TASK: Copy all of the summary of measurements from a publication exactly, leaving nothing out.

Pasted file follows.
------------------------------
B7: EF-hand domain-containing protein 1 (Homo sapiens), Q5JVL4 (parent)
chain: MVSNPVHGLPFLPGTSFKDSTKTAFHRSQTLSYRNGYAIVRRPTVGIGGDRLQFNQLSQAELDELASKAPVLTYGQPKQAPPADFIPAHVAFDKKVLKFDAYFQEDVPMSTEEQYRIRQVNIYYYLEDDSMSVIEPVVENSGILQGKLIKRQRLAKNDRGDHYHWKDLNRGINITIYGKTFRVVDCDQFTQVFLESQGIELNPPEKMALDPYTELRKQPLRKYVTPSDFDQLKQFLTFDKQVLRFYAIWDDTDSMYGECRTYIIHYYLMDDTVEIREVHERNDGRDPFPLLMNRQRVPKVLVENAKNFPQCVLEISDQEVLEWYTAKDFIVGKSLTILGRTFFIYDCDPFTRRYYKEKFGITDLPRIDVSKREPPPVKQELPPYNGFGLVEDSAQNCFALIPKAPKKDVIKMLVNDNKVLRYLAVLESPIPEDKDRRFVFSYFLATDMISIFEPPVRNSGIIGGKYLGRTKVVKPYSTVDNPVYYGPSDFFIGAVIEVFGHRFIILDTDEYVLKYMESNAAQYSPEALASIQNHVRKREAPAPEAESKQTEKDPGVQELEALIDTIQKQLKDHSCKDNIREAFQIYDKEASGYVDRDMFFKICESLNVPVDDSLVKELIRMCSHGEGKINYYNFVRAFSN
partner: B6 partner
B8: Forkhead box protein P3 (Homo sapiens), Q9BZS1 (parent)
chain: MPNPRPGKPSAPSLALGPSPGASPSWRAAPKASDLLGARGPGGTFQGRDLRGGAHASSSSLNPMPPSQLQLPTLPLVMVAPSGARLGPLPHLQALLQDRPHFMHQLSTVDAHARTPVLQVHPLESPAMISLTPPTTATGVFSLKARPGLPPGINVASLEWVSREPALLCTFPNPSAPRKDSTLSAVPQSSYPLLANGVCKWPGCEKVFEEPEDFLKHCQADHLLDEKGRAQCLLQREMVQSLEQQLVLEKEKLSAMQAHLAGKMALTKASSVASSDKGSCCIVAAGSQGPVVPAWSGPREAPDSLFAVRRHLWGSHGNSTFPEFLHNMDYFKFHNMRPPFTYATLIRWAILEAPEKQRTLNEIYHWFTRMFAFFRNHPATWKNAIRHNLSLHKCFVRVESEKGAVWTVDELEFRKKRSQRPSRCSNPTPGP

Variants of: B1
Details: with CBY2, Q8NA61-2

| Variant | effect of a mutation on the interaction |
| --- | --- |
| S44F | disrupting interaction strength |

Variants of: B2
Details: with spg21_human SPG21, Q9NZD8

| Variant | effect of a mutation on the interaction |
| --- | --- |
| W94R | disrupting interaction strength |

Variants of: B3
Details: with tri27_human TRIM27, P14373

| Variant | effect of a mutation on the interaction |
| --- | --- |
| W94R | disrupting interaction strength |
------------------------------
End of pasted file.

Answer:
B7: EF-hand domain-containing protein 1 (Homo sapiens), Q5JVL4 (parent)
chain: MVSNPVHGLPFLPGTSFKDSTKTAFHRSQTLSYRNGYAIVRRPTVGIGGDRLQFNQLSQAELDELASKAPVLTYGQPKQAPPADFIPAHVAFDKKVLKFDAYFQEDVPMSTEEQYRIRQVNIYYYLEDDSMSVIEPVVENSGILQGKLIKRQRLAKNDRGDHYHWKDLNRGINITIYGKTFRVVDCDQFTQVFLESQGIELNPPEKMALDPYTELRKQPLRKYVTPSDFDQLKQFLTFDKQVLRFYAIWDDTDSMYGECRTYIIHYYLMDDTVEIREVHERNDGRDPFPLLMNRQRVPKVLVENAKNFPQCVLEISDQEVLEWYTAKDFIVGKSLTILGRTFFIYDCDPFTRRYYKEKFGITDLPRIDVSKREPPPVKQELPPYNGFGLVEDSAQNCFALIPKAPKKDVIKMLVNDNKVLRYLAVLESPIPEDKDRRFVFSYFLATDMISIFEPPVRNSGIIGGKYLGRTKVVKPYSTVDNPVYYGPSDFFIGAVIEVFGHRFIILDTDEYVLKYMESNAAQYSPEALASIQNHVRKREAPAPEAESKQTEKDPGVQELEALIDTIQKQLKDHSCKDNIREAFQIYDKEASGYVDRDMFFKICESLNVPVDDSLVKELIRMCSHGEGKINYYNFVRAFSN
partner: B6 partner
B8: Forkhead box protein P3 (Homo sapiens), Q9BZS1 (parent)
chain: MPNPRPGKPSAPSLALGPSPGASPSWRAAPKASDLLGARGPGGTFQGRDLRGGAHASSSSLNPMPPSQLQLPTLPLVMVAPSGARLGPLPHLQALLQDRPHFMHQLSTVDAHARTPVLQVHPLESPAMISLTPPTTATGVFSLKARPGLPPGINVASLEWVSREPALLCTFPNPSAPRKDSTLSAVPQSSYPLLANGVCKWPGCEKVFEEPEDFLKHCQADHLLDEKGRAQCLLQREMVQSLEQQLVLEKEKLSAMQAHLAGKMALTKASSVASSDKGSCCIVAAGSQGPVVPAWSGPREAPDSLFAVRRHLWGSHGNSTFPEFLHNMDYFKFHNMRPPFTYATLIRWAILEAPEKQRTLNEIYHWFTRMFAFFRNHPATWKNAIRHNLSLHKCFVRVESEKGAVWTVDELEFRKKRSQRPSRCSNPTPGP

Variants of: B1
Details: with CBY2, Q8NA61-2

| Variant | effect of a mutation on the interaction |
| --- | --- |
| S44F | disrupting interaction strength |

Variants of: B2
Details: with spg21_human SPG21, Q9NZD8

| Variant | effect of a mutation on the interaction |
| --- | --- |
| W94R | disrupting interaction strength |

Variants of: B3
Details: with tri27_human TRIM27, P14373

| Variant | effect of a mutation on the interaction |
| --- | --- |
| W94R | disrupting interaction strength |